When we talk about our research projects, we don't usually talk about how we generated our ideas, except maybe as a clever little aside in informal storytelling. We don't usually talk about how we build opportunities into our ordinary practices to encourage idea generation, and we especially don't talk about the overwhelming number of ideas we generate that don't work out. There's a certain narrative of brilliance which supports only talking about the ideas that work, and which attributes the creation of wonderful ideas to especially talented people. I think idea generation is necessary for doing research, but the mechanisms for doing it are opaque and the narratives around it are needlessly exclusionary.
In contrast, iteration is explicit in our research discourse in several ways. A common research design is to pilot an experiment or activity before going to scale -- this is iteration. Writing a draft of a paper then revising it? Also iteration. Presenting your work first to a research group, then in a conference poster, and finally in a journal article is another kind of iteration in the research communication process.
Of these three core elements, discourse about reflection varies the most widely based on what kind of research you're doing. For some kinds of qualitative research, reflection is an explicit and central part of the research process (for example, in this research process for video-based research). Not only do your reflections form part of your research record, they are supposed to shape your analyses. In contrast, for some kinds of quantitative research, reflecting among your initial data analyses to figure out how to proceed is fraught with difficulty. You have to carefully separate phases of data collection, analysis, and reflection lest you fall into p-hacking. Nonetheless, even in these quantitative research designs, researchers need to engage in reflection to learn from prior studies and shape future ones.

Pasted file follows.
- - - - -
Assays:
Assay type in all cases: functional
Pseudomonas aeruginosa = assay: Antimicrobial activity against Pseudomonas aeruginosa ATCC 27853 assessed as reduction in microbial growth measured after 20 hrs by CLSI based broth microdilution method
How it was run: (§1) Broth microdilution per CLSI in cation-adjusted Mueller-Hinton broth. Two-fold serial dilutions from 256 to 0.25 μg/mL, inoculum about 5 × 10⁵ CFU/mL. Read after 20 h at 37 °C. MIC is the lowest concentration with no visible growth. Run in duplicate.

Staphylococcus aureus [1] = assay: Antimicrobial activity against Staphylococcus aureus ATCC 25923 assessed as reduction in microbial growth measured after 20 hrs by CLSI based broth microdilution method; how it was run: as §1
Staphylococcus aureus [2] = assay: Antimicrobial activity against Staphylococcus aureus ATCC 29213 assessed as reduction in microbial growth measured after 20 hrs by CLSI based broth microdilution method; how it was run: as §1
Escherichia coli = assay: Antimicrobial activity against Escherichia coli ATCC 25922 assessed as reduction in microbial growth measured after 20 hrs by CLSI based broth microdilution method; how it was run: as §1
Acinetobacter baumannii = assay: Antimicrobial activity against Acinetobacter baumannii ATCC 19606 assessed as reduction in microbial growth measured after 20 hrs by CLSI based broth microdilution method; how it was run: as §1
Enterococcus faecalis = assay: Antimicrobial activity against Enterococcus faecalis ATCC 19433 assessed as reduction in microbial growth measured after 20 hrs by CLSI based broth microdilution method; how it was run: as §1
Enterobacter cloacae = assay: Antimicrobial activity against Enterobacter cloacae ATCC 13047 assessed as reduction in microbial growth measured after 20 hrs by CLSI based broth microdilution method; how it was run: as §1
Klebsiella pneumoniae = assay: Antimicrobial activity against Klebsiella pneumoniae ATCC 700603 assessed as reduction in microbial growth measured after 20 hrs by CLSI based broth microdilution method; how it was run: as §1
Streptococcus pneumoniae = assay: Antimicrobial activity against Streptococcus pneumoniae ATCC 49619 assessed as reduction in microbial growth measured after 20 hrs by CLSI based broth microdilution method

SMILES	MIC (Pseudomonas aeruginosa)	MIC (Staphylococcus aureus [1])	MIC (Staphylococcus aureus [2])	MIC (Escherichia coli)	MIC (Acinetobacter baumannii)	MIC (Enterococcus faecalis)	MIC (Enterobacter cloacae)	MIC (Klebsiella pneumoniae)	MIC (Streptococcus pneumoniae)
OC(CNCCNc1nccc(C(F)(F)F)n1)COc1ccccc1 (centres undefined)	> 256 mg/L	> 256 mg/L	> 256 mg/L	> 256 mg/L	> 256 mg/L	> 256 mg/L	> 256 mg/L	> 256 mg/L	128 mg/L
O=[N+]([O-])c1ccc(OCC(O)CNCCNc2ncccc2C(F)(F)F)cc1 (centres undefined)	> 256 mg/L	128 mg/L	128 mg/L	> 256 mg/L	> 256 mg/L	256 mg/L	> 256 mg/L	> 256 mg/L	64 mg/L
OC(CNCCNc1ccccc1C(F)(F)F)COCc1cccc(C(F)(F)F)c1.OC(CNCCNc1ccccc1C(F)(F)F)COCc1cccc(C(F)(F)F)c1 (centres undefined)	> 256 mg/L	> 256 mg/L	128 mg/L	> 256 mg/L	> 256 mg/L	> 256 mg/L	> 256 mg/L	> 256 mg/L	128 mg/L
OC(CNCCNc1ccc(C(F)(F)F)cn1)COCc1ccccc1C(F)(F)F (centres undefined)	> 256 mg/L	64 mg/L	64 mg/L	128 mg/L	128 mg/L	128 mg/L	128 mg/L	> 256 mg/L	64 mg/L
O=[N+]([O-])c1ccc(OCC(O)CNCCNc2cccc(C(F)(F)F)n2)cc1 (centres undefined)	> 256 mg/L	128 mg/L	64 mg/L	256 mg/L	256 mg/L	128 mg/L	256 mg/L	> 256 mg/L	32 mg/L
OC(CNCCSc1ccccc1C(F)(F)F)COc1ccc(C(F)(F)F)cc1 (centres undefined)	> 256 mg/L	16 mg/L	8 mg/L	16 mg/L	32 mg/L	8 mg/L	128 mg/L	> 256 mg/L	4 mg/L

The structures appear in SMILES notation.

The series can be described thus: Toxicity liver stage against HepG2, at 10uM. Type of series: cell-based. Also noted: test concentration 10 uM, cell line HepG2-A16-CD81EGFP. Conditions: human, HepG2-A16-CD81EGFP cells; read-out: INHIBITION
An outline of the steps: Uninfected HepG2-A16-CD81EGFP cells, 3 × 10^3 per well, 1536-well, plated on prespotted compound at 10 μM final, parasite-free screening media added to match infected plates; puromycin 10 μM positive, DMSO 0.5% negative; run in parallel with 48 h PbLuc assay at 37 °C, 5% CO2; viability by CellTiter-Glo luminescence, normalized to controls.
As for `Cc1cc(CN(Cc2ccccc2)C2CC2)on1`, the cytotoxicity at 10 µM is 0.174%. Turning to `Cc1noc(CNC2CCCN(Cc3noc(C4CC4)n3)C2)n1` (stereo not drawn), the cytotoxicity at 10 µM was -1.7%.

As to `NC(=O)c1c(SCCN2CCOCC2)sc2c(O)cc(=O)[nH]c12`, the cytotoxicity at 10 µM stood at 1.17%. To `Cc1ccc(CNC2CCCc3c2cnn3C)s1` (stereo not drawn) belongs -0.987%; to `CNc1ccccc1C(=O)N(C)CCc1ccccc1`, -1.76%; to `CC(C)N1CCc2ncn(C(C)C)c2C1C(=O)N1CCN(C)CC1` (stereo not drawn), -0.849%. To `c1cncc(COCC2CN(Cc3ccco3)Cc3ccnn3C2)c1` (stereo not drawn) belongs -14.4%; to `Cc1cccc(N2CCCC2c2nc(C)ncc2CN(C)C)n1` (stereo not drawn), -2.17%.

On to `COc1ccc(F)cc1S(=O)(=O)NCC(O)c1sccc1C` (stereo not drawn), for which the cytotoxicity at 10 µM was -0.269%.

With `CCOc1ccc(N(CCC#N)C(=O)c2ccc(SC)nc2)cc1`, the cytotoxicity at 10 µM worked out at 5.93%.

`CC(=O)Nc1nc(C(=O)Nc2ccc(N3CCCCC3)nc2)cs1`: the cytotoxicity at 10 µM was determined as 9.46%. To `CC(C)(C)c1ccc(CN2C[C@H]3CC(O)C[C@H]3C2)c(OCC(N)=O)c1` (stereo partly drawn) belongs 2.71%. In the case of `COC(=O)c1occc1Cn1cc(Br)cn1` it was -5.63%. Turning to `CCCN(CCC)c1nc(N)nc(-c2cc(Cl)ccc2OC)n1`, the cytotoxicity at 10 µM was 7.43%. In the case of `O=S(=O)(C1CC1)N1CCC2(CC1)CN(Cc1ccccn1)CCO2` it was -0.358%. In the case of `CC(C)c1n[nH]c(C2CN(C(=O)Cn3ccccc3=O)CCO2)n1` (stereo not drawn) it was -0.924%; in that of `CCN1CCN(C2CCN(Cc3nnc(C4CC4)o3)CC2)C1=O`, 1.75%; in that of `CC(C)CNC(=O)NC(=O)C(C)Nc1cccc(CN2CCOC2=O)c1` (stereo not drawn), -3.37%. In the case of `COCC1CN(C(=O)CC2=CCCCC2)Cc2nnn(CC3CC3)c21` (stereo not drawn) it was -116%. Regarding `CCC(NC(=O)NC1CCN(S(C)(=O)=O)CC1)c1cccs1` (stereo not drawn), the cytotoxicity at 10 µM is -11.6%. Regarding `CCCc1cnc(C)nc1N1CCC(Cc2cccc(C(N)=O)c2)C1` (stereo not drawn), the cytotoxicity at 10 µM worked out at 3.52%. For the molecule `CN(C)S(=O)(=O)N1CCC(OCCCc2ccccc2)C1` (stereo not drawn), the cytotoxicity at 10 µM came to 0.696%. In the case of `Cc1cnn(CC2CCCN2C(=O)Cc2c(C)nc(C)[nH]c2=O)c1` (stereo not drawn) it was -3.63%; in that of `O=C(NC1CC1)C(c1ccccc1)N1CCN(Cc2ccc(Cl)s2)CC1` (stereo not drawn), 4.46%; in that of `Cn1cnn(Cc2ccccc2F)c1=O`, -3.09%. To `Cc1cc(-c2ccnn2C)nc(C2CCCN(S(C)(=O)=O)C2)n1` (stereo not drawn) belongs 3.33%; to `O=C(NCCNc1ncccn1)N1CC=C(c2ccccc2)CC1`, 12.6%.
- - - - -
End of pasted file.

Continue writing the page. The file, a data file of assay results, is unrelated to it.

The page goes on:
More broadly, the ongoing work of being a successful researcher involves a lot more than just doing one research project from ideation to publication. Maintaining a research program across multiple projects requires a constant stream of generation, iteration, and reflection to figure out new ideas and processes, improve on them, and set priorities and directions. If your primary engagement with research is through reading published papers, you probably don't see all of this work. If the scope of your research project is small, you might not engage with this aspect of research work very much.
Apply core elements to research activities
These core elements are so baked in to all of my research work that it's really hard for me to think about research without using them. However, they're not always apparent in how I've written the articles here.
The following resources and articles on zaposa take up the core elements and apply them across many different research activities. I've grouped them here based on their audience; look to the main articles page to see them grouped by kind of activity.
Articles for emerging researchers (and their advisors)